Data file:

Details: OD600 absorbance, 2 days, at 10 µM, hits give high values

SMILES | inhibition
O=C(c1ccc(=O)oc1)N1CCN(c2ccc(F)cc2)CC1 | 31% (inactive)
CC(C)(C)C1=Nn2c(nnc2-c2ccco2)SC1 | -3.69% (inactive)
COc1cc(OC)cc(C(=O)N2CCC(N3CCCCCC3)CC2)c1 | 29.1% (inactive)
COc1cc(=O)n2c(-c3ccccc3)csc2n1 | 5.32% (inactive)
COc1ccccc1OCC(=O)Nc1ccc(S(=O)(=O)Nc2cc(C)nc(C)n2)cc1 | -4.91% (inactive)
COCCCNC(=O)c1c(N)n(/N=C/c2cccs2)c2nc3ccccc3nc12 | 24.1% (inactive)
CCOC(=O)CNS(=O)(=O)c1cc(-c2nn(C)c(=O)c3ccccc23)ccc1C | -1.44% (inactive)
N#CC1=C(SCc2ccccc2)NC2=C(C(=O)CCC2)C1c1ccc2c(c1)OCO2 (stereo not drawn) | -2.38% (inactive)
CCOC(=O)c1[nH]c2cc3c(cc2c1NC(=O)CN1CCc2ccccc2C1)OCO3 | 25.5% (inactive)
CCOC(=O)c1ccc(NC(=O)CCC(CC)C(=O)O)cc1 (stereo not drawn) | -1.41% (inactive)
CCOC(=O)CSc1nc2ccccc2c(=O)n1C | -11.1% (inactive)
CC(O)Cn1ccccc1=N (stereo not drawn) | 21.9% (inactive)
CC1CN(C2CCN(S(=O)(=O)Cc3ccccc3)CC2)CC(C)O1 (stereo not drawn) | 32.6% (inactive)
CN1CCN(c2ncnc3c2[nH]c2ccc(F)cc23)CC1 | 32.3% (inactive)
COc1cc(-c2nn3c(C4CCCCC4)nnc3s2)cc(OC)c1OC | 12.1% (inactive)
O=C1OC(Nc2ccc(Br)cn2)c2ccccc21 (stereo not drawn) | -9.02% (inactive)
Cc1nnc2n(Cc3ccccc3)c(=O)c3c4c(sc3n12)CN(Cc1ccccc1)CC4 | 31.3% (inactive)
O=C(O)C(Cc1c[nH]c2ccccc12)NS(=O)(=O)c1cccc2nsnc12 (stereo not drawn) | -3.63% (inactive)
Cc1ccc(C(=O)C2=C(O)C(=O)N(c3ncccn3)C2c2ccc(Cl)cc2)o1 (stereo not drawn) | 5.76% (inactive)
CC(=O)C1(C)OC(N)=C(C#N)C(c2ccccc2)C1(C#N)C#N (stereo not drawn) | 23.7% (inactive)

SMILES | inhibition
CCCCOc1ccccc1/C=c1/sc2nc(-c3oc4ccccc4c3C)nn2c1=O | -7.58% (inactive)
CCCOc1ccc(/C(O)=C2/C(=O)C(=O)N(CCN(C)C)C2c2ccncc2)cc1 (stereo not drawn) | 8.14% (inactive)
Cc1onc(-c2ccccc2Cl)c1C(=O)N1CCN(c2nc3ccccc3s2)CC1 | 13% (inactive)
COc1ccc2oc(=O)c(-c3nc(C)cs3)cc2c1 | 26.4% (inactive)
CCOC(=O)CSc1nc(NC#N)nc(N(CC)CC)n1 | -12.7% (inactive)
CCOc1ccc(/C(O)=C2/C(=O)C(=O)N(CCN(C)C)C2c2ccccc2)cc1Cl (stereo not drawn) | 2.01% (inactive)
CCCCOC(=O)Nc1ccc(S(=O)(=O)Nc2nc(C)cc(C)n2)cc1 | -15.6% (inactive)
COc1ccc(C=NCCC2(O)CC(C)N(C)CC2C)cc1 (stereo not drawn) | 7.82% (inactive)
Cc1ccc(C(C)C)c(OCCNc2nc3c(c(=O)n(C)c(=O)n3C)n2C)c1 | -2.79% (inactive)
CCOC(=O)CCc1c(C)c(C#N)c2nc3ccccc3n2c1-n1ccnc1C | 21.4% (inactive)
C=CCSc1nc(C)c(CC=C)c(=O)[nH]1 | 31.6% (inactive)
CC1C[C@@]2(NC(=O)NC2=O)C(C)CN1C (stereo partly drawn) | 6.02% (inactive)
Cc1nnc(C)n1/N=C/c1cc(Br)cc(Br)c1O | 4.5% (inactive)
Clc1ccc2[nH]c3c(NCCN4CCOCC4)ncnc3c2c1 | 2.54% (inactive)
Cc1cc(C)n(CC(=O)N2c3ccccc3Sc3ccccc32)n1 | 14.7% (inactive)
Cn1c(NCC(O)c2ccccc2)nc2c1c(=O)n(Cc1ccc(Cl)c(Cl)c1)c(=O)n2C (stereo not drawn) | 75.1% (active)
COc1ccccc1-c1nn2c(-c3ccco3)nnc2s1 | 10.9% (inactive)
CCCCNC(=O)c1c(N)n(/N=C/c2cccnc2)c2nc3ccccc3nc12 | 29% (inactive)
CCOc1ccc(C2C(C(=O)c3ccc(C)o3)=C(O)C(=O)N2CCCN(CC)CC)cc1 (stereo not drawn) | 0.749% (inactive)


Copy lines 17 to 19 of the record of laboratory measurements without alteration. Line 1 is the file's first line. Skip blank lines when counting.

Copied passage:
COc1cc(-c2nn3c(C4CCCCC4)nnc3s2)cc(OC)c1OC | 12.1% (inactive)
O=C1OC(Nc2ccc(Br)cn2)c2ccccc21 (stereo not drawn) | -9.02% (inactive)
Cc1nnc2n(Cc3ccccc3)c(=O)c3c4c(sc3n12)CN(Cc1ccccc1)CC4 | 31.3% (inactive)